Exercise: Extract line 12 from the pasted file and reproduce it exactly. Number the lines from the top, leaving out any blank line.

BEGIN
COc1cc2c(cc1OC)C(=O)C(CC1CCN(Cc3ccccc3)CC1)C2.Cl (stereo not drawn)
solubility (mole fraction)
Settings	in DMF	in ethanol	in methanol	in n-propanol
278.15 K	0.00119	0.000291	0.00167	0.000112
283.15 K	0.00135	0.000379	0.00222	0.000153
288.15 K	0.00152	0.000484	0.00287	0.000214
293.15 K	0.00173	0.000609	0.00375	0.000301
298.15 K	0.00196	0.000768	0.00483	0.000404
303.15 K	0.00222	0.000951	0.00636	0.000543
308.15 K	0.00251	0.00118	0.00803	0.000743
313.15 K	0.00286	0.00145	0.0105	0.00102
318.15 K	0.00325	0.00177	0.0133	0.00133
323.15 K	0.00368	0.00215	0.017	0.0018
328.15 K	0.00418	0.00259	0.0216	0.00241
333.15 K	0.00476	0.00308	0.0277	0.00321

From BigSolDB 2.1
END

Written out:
318.15 K	0.00325	0.00177	0.0133	0.00133